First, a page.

She rises also while it is still night and gives food to her household. PROVERBS 31:15
R. V. Brown was the sixteenth of 17 children. As he and his siblings arrived at the dinner table, he never understood why his mother stood in the corner with a bowed head. When he was older, he learned that she was praying that the butter beans and cornbread would make it to one end of the table and back without running out!
Of all the rich memories forged in his childhood home, this was the best: dinnertime. Everybody gathered around. Talking, listening and enjoying the laughter and noise of family togetherness.
He can still hear the older kids talking about the work they'd been doing that day. Or about what had happened at school. Another might tell a story he remembered from his stint in the army. And before they finished, R.V.'s daddy, who couldn't read or write, would lean back in his chair and begin sharing from his heart in that soft, arresting voice of his. Little bits of wisdom. Nuggets about how to treat people. Pearls about how to always give your best, settling little problems by using some patience and understanding and not hurting anybody.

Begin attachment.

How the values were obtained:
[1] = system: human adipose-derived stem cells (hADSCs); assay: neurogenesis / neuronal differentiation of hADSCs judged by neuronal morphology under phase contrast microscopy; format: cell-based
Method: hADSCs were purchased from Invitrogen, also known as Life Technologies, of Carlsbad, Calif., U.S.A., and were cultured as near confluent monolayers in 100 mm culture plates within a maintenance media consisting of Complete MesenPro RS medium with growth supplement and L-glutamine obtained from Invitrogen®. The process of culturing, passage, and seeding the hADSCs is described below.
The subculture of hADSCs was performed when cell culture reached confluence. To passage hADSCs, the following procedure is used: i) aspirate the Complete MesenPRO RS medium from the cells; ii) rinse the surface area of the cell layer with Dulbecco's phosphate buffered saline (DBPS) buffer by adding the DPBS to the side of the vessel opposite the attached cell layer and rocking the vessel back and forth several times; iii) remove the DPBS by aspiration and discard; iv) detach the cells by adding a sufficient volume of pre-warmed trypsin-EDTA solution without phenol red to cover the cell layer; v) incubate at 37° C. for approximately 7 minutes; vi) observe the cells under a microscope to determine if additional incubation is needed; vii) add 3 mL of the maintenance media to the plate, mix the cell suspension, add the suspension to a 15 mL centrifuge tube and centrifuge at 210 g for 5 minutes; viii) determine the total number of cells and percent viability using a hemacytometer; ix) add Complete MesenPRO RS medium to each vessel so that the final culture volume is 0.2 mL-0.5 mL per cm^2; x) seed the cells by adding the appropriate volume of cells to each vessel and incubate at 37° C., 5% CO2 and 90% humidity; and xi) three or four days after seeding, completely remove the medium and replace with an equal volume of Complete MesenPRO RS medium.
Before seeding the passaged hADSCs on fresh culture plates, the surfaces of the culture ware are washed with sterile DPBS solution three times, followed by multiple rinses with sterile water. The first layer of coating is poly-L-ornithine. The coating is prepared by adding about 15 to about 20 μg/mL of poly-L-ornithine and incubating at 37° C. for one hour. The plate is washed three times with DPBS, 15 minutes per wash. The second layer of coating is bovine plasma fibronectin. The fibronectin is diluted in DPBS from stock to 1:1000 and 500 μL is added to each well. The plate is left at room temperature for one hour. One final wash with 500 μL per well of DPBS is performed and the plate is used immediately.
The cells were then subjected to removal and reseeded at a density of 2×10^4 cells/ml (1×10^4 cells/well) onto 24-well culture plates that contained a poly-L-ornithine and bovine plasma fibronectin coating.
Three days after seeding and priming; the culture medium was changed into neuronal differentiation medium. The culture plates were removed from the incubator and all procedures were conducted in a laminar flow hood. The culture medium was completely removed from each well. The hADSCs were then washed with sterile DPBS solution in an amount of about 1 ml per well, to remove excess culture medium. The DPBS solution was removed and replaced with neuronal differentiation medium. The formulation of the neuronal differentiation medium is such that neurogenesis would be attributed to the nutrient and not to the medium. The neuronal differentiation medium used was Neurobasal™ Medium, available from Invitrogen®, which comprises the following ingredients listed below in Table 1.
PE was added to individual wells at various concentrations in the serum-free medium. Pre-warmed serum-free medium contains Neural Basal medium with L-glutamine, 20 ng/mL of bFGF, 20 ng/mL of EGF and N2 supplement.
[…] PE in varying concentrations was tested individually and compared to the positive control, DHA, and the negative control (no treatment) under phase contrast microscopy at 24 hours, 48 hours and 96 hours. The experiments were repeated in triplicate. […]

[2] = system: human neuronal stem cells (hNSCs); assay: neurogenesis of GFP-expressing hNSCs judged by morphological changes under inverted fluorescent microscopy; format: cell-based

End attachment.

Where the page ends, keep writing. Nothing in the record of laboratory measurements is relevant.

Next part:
I hate to think what the pace of life in today's families has done to memories like these. How many kids, when they grow up and look back on their childhood, will reflect on how much it meant for them to wolf down a fast-food hamburger in the car between ball practice and youth group? I think that what we stand to lose by consistently eating on the run may be a generation that has learned to value activity over relationship . . . and continues to feed self when they could be feasting together.
Give your children something they'll always remember: Give them dinnertime.
Be honest about your dinnertime habits. Are they what they should be? What's one thing you want to do differently about your dinnertime?
Ask God to help you place more value on being together than on doing it all.